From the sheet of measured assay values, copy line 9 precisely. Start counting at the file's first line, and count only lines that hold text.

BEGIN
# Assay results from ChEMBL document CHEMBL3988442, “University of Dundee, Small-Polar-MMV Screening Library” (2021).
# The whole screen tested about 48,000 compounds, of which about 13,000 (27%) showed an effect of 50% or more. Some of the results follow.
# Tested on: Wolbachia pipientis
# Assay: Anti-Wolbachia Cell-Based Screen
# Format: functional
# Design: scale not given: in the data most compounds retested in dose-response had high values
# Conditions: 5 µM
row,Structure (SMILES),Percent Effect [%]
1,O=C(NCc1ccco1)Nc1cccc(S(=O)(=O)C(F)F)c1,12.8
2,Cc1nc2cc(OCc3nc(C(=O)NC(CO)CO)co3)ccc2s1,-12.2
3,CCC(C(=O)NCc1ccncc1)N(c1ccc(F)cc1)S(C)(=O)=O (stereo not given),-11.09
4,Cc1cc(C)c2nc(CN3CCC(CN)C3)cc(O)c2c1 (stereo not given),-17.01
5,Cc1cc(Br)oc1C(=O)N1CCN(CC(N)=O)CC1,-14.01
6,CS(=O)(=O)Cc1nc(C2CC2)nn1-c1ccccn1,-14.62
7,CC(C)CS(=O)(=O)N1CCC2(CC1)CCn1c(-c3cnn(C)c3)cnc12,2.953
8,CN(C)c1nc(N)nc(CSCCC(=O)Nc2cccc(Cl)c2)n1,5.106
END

1,O=C(NCc1ccco1)Nc1cccc(S(=O)(=O)C(F)F)c1,12.8